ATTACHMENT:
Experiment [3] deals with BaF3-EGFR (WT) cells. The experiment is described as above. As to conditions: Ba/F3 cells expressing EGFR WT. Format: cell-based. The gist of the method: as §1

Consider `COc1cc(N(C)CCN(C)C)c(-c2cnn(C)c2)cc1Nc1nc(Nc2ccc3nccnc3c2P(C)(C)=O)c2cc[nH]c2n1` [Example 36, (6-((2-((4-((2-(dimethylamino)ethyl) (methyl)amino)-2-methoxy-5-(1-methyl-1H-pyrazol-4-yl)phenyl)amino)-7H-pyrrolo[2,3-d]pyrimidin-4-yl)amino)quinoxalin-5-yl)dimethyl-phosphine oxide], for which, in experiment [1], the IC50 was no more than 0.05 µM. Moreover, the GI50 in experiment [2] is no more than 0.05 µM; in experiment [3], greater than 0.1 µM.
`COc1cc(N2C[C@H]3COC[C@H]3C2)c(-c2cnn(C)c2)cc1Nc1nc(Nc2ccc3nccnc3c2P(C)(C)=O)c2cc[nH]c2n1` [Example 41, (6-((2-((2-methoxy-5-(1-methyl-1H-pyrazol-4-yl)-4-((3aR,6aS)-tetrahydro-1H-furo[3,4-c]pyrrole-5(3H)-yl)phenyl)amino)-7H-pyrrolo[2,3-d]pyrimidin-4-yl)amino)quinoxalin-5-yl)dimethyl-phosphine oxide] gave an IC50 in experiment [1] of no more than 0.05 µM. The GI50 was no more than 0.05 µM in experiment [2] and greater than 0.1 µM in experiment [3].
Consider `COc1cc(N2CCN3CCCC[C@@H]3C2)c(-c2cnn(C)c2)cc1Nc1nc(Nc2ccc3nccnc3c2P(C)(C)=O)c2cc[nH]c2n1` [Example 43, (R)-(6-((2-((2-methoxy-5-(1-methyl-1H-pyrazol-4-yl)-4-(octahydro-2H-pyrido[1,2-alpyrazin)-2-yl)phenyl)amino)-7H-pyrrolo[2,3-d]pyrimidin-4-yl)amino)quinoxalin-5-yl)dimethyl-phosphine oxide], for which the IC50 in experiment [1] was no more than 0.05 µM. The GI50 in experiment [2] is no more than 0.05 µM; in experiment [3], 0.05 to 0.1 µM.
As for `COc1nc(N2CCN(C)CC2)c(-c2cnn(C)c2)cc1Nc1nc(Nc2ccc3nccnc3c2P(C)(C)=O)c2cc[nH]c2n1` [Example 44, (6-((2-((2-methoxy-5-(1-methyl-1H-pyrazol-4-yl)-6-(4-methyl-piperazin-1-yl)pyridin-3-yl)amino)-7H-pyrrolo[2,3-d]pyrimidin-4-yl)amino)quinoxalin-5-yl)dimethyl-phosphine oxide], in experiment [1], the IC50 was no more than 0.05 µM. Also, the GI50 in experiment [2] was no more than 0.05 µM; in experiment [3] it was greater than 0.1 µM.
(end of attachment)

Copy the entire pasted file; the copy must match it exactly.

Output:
Experiment [3] deals with BaF3-EGFR (WT) cells. The experiment is described as above. As to conditions: Ba/F3 cells expressing EGFR WT. Format: cell-based. The gist of the method: as §1

Consider `COc1cc(N(C)CCN(C)C)c(-c2cnn(C)c2)cc1Nc1nc(Nc2ccc3nccnc3c2P(C)(C)=O)c2cc[nH]c2n1` [Example 36, (6-((2-((4-((2-(dimethylamino)ethyl) (methyl)amino)-2-methoxy-5-(1-methyl-1H-pyrazol-4-yl)phenyl)amino)-7H-pyrrolo[2,3-d]pyrimidin-4-yl)amino)quinoxalin-5-yl)dimethyl-phosphine oxide], for which, in experiment [1], the IC50 was no more than 0.05 µM. Moreover, the GI50 in experiment [2] is no more than 0.05 µM; in experiment [3], greater than 0.1 µM.
`COc1cc(N2C[C@H]3COC[C@H]3C2)c(-c2cnn(C)c2)cc1Nc1nc(Nc2ccc3nccnc3c2P(C)(C)=O)c2cc[nH]c2n1` [Example 41, (6-((2-((2-methoxy-5-(1-methyl-1H-pyrazol-4-yl)-4-((3aR,6aS)-tetrahydro-1H-furo[3,4-c]pyrrole-5(3H)-yl)phenyl)amino)-7H-pyrrolo[2,3-d]pyrimidin-4-yl)amino)quinoxalin-5-yl)dimethyl-phosphine oxide] gave an IC50 in experiment [1] of no more than 0.05 µM. The GI50 was no more than 0.05 µM in experiment [2] and greater than 0.1 µM in experiment [3].
Consider `COc1cc(N2CCN3CCCC[C@@H]3C2)c(-c2cnn(C)c2)cc1Nc1nc(Nc2ccc3nccnc3c2P(C)(C)=O)c2cc[nH]c2n1` [Example 43, (R)-(6-((2-((2-methoxy-5-(1-methyl-1H-pyrazol-4-yl)-4-(octahydro-2H-pyrido[1,2-alpyrazin)-2-yl)phenyl)amino)-7H-pyrrolo[2,3-d]pyrimidin-4-yl)amino)quinoxalin-5-yl)dimethyl-phosphine oxide], for which the IC50 in experiment [1] was no more than 0.05 µM. The GI50 in experiment [2] is no more than 0.05 µM; in experiment [3], 0.05 to 0.1 µM.
As for `COc1nc(N2CCN(C)CC2)c(-c2cnn(C)c2)cc1Nc1nc(Nc2ccc3nccnc3c2P(C)(C)=O)c2cc[nH]c2n1` [Example 44, (6-((2-((2-methoxy-5-(1-methyl-1H-pyrazol-4-yl)-6-(4-methyl-piperazin-1-yl)pyridin-3-yl)amino)-7H-pyrrolo[2,3-d]pyrimidin-4-yl)amino)quinoxalin-5-yl)dimethyl-phosphine oxide], in experiment [1], the IC50 was no more than 0.05 µM. Also, the GI50 in experiment [2] was no more than 0.05 µM; in experiment [3] it was greater than 0.1 µM.